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The tuple

The addition of variadic templates allows an arbitrary-types tuple class to be added to C++. The tuple is essentially an unnamed struct with positional arguments — its elements are accessed through their position rather than by a name. It is a generalised version of the pair class.

Firstly, it is defined in the header <tuple>. To define a tuple, simply use std::tuple with template arguments being the types that you want to be contained in the tuple.

For example, to declare a tuple whose three fields are char, int and string, you would write

typedef std::tuple<char, int, std::string> MyTuple;

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Code on github

Code that I post here is available on the github repository

You can clone it with

git clone

There are standalone examples and actual code like the Variant. Any actual code is in the directory “juice”, and in the namespace Juice. Any new code I make will be added to the namespace Juice to build up the Juice C++11 project. It’s a play on Boost and the Boost Juice brand, and the project’s tagline is Juice up your C++11.

Improving the variant class

Now that alignment support has been implemented in GCC, I can improve the Variant class. At the same time I will discuss a few other improvements that I have made.

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Generalised attributes

GCC has recently implemented generalised attributes. In this post I will discuss what they are and how they can be useful.

Generalised attributes are an extendible means to specify compiler specific attributes for particular language constructs. Previously these have had compiler specific syntax, and as such, wouldn’t even compile with the wrong compiler. The GNU compiler uses __attribute__, and the Microsoft compiler uses the __declspec keyword.

Attributes are declared by placing an attribute specifier in a declaration. An attribute specifier is said to appertain to a particular entity in the declaration. In other words, the specifier applies to some part of the declaration. The specifier is either an alignas specification, or a list of attributes inside double square brackets ([[]]).

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Alignment support

GCC has recently implemented alignment support. In this post I will discuss what this is and how you can use it.

There are four additions that are related to alignment support, these are the alignas alignment-specifier, the alignof expression, alignment arithmetic library support and std::align for aligning pointers. I will explain these all individually below.

Alignment is the requirement that the memory address of the first byte of certain types of objects be modulo zero with respect to some integer. For example, int32_t has an alignment of 4, it can only be placed in memory locations divisible by 4.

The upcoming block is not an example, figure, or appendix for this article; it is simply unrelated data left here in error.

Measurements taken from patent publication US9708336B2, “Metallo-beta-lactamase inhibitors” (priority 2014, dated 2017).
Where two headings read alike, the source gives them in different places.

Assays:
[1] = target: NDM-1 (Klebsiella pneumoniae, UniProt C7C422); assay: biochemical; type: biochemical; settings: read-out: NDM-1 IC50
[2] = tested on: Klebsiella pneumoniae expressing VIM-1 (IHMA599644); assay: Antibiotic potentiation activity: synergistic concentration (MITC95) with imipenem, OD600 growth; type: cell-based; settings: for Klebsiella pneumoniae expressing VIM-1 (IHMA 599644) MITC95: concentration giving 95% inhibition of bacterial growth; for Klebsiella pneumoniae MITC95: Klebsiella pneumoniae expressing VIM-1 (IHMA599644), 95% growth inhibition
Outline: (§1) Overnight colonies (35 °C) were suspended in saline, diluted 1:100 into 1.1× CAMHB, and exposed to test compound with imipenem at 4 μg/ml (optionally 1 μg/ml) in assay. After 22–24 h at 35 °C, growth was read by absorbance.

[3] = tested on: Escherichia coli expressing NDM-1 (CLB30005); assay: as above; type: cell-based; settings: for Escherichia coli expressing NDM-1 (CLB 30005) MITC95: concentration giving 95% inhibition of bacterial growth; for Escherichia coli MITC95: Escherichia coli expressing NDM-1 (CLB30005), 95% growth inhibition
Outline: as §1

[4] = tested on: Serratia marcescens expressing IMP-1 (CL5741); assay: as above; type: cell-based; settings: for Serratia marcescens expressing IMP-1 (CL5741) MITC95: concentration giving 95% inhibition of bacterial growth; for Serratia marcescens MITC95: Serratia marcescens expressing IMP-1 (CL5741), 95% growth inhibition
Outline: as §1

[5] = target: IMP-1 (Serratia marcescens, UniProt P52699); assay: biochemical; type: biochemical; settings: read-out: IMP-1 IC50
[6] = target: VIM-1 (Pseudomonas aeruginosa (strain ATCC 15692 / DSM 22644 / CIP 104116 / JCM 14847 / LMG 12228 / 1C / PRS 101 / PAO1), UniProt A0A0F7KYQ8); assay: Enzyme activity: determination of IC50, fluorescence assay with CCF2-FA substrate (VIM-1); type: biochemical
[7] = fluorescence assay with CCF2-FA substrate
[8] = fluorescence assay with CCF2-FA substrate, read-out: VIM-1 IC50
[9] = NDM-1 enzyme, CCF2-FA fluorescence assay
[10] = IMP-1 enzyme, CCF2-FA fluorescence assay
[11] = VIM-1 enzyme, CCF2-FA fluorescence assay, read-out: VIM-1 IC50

Alignments are ordered from weaker to stronger or stricter. An alignment that is stricter than another has a larger value. It is said to be stricter because there are less memory locations at which it can be placed, therefore the compiler is stricter in where that object can be placed.

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TransLucid 0.2 released

TransLucid version 0.2 has been released. With this release comes the ability to replace and delete declarations, intensions as first-class values, and lazy parsing and processing of declarations. It can be downloaded from Sourceforge at

You can read all about the latest features at

shared pointers

Shared pointers allow you to hold on to several copies of the same pointer, without having to keep explicit track of membership. Rather than one object owning the pointer, a shared pointer counts the number of references there are to the actual pointer, and deletes the object when that counter reaches zero.

The declaration of the shared pointer class is:

template <class T>
class shared_ptr;

The shared pointer class is a shared pointer to something—it has a strong type just like any other pointer.

The most basic way to use the shared pointer is to create one, and then pass it around. The simplest constructor is:

template <class Y> explicit shared_ptr(Y* p);

You use this by simply writing something like:

shared_ptr<int> x(new int(5));

Note that the constructor is explicit because you don’t want to accidentally create a shared pointer by passing it to a function without realising. If it wasn’t explicit, you could pass a pointer to a function that expects as argument a shared pointer, and that would convert it to the shared pointer and suddenly your pointer that you don’t want to be managed might get deleted when you don’t want it to be.

It is preferable to use std::make_shared, which creates a shared pointer and allocates both the memory for the object and the pointer’s data block with only one call to new. The example above would be better written as:

auto x = std::make_shared<int>(5);

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